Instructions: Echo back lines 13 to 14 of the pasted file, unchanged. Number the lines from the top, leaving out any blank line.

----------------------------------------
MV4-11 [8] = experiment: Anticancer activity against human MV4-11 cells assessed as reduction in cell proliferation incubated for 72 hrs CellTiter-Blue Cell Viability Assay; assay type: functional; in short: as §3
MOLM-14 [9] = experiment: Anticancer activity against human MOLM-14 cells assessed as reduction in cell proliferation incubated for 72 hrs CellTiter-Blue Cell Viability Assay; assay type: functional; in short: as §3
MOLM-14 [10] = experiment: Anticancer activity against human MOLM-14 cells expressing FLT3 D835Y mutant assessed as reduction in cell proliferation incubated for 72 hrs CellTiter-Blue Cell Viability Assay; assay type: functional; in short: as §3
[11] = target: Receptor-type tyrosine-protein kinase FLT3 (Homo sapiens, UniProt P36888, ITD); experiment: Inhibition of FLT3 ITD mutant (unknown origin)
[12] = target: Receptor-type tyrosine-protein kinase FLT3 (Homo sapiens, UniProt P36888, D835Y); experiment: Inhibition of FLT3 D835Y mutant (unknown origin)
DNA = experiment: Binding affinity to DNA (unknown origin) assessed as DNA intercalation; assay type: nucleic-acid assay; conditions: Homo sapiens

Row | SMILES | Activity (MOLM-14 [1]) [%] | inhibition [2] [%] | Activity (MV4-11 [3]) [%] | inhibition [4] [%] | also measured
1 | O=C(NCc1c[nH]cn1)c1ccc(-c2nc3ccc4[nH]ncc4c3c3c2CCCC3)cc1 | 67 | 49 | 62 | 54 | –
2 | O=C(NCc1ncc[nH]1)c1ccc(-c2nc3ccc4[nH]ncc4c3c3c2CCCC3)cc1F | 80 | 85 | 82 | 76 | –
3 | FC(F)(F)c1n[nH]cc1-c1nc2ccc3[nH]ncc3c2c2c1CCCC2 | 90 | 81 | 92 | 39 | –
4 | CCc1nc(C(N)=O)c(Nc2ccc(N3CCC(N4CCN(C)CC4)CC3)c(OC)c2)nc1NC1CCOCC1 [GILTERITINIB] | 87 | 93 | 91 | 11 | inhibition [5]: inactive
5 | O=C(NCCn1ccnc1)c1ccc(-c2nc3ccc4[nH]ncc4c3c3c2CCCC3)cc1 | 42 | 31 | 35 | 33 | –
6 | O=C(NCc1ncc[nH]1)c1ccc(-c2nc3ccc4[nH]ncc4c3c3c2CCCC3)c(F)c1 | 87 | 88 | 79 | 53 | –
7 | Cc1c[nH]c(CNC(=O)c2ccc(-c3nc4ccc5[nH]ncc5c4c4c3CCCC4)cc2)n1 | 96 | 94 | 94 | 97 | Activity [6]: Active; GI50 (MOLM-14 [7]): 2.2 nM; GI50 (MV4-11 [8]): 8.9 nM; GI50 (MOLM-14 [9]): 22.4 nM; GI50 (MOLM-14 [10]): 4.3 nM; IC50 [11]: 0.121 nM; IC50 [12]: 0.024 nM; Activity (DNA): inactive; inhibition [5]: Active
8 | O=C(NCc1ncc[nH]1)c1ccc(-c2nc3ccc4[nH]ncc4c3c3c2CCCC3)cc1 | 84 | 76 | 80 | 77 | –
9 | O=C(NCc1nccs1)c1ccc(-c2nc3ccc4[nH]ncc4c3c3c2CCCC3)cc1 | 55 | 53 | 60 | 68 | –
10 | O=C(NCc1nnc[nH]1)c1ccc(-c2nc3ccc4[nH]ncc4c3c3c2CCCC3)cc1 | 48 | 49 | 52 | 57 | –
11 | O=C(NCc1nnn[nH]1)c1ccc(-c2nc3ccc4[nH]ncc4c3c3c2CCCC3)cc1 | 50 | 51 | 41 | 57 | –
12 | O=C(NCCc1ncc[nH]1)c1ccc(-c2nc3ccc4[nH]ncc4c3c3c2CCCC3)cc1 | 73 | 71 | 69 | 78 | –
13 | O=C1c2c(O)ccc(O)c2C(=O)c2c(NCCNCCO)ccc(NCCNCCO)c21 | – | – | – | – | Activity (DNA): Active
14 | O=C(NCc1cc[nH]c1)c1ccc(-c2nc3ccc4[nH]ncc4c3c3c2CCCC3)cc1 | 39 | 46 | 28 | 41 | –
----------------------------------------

6 | O=C(NCc1ncc[nH]1)c1ccc(-c2nc3ccc4[nH]ncc4c3c3c2CCCC3)c(F)c1 | 87 | 88 | 79 | 53 | –
7 | Cc1c[nH]c(CNC(=O)c2ccc(-c3nc4ccc5[nH]ncc5c4c4c3CCCC4)cc2)n1 | 96 | 94 | 94 | 97 | Activity [6]: Active; GI50 (MOLM-14 [7]): 2.2 nM; GI50 (MV4-11 [8]): 8.9 nM; GI50 (MOLM-14 [9]): 22.4 nM; GI50 (MOLM-14 [10]): 4.3 nM; IC50 [11]: 0.121 nM; IC50 [12]: 0.024 nM; Activity (DNA): inactive; inhibition [5]: Active